Camaraderie between the duo of junior weight thrower Gaza Odunaiya and senior shot putter Jordan Porter has led to high marks, record throws and a high success rate for the Bobcats.
The Ohio throwers are a close-knit group. With only about seven of them, the bond they share comes naturally.
“Just as throwers, we understand each other, even if we don’t necessarily do the same events, so it’s just nice to have people that understand what you have to put into everyday work,” Odunaiya said. “You don’t necessarily get that with other event groups.”
The Bobcat throwers spend a lot of time with one other, led by the leadership of their throws coach, Nick Pero. A lot of the other event groups for the Bobcats train individually and on their own time, but that isn’t the case for the throwers.
“The throwers alone, I would say, are much closer (than other event groups),” Porter said. “We’re together all the time — we lift through the mornings together, we come to practice together and, outside of track, we’re all really good friends.”
The small throwing contingent for Ohio was at the root of its success in the indoor track and field season this year. In the six meets leading up to the Mid-American Conference Championships, the Bobcats had at least one thrower place in the top five every meet.
Ohio had three throwers place in the top 10 at both the Youngstown State Invitational and Kent State National Qualifier. At the Thundering Herd Invitational, five throwers placed in the top 10. The throwers’ best performance as a group came at the Marietta Alumni Open, however, when they earned first and second finishes in the shot put and swept the podium in the weight throw.
To put into perspective just how powerful the impact from the throwers has been this season, at the Thundering Herd Invitational, 27 of Ohio’s 39.5 points came from the throwing circle. At the MAC Championships, four of Ohio’s 13 points came from its throwers.
Odunaiya and Porter have been the leaders of the throwing contingent this year. Odunaiya’s marquee event is the weight throw while Porter excels in the shot put. The two didn’t finish a meet in the indoor season without placing in the top 10 and led Ohio to a pair of seventh-place finishes at the MAC Championships.
Odunaiya’s climb to the top came steadily, meet-by-meet this season, which is the perfect scenario for any track and field athlete. She worked her way up from the beginning of the season all the way to the sixth meet of the season in Columbus, improving her scores in the weight throw each meet.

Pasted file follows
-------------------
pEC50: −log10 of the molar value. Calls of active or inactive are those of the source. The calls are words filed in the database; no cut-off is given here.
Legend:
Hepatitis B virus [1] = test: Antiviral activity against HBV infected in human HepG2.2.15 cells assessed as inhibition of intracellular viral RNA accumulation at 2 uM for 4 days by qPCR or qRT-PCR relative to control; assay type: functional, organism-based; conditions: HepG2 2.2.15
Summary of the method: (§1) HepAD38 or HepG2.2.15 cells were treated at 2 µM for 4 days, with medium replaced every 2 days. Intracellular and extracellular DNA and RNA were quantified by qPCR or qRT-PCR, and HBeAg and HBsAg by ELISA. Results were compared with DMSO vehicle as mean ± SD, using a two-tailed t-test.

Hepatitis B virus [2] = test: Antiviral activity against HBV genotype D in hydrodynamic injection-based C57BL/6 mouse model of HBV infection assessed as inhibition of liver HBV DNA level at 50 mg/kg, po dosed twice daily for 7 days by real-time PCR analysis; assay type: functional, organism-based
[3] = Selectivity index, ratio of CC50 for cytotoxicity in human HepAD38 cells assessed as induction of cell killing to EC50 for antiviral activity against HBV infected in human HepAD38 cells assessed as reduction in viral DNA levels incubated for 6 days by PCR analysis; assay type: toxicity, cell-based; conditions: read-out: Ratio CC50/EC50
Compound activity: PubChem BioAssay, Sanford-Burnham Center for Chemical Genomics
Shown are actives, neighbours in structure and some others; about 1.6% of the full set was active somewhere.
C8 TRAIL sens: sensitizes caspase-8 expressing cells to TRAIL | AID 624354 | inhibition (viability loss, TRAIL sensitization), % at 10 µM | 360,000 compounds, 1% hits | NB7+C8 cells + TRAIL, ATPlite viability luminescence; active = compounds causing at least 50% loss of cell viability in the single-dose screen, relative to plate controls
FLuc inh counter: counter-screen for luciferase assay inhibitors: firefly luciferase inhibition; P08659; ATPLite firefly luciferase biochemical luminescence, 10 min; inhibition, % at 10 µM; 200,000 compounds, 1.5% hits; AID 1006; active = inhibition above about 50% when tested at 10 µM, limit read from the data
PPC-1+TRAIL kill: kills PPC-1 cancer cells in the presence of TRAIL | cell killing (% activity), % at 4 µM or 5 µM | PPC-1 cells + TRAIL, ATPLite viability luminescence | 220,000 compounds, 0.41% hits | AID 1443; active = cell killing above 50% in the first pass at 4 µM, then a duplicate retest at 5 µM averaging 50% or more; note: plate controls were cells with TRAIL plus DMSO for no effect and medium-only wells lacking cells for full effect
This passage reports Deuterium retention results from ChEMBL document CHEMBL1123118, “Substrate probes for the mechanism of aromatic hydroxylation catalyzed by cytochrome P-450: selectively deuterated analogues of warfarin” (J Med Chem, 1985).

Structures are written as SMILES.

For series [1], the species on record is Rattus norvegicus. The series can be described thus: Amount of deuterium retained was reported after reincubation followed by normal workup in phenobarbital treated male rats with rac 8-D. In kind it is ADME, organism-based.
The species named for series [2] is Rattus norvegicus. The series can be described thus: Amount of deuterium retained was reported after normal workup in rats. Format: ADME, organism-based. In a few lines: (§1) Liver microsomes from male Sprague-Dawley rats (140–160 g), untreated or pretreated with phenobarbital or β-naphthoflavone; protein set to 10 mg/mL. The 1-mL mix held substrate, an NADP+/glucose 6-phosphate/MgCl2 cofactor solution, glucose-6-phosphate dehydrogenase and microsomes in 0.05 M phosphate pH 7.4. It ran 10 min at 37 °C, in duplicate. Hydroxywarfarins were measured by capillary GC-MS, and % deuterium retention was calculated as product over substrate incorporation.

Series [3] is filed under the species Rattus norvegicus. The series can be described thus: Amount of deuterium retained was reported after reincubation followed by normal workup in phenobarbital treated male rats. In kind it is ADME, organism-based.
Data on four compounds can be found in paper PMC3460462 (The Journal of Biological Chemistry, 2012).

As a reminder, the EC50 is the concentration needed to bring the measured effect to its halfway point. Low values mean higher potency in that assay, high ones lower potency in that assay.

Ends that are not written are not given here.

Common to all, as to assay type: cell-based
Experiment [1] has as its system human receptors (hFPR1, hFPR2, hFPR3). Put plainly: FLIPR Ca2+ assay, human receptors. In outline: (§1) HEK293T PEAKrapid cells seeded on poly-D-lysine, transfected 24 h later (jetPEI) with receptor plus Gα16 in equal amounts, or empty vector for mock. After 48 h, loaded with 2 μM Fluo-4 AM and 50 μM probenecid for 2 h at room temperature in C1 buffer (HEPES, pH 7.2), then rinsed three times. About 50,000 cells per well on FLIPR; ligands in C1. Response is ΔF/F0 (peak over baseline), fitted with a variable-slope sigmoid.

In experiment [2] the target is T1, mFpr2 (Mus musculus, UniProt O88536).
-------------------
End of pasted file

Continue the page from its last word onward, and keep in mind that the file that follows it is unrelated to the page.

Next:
Her performance of a lifetime came on Feb. 16 at the Buckeye Tune-Up, when she broke the university record in the weight throw with a 19.07 meter (62.5 feet) launch.
“It’s really rewarding, but going forward, I just hope to improve that,” Odunaiya said of the record toss. “Of course, records are meant to be broken, so just seeing the program do so well, hopefully in the future, people will go past that as well.”
Odunaiya’s success in the weight throw didn’t come as easy as it sounds. She grew up in Athens and attended Athens High School, so she didn’t have the opportunities to try events like the weight throw and hammer throw at school. When she attended Ohio, she was open to trying new throwing events.
“You get tired of the same old sometimes,” she said. “Just being open to learning and doing weird and different things will definitely get you far.”
Now with a school record on her resume, Odunaiya feels much more comfortable with the different style of technique the weight and hammer throws bring.
“After my sophomore year is when I really started clicking,” she said. “Now it’s just time to tweak what I’ve learned and perfect it.”
Porter’s indoor season, however, went down almost the opposite as Odunaiya’s.
Porter qualified for the MAC Championships in Ohio’s first meet of the season at Marshall in December, accomplishing one of her main goals at the start of the season.
For any student-athlete, maintaining the motivation and focus to compete with a maximum effort for the rest of the regular season would have been a challenge, knowing one of their main goals had already been set.
She embraced that challenge, though.
“Really just working for yourself helps,” Porter said. “Just because you’re already in doesn’t mean you can’t improve, so the harder you work, the better you’re going to throw.”
Outside of track and field, Porter has had to balance the pressure of graduating next fall. She says time management is the key to staying on task.
“If you have something you have to do, you know you have to be here at this time so get it done before then,” she said. “If you stay organized and have good time management, I think it should work out, so that’s how I keep it balanced.”
And when it comes to leadership among the throwers, Porter doesn’t believe in just one leader — she feels as though it’s a team effort.
“We all work hard; we all do stuff for each other,” she said. “I’d like to say that I’m a pretty good leader, but I don’t look at myself above anyone else. I feel like we are all on this same playing field besides our year.”
If Ohio wants to see success this outdoor season, it will most likely have to rely on its throwers again.
Even though the throwing unit for the Bobcats is small in size, their camaraderie will play an important role in how far their success can reach.
“We understand each other,” Porter said of the throwers. “So therefore, if she’s having a bad day, you just know what to do for each other because we’re all really great friends inside and outside of the sport.”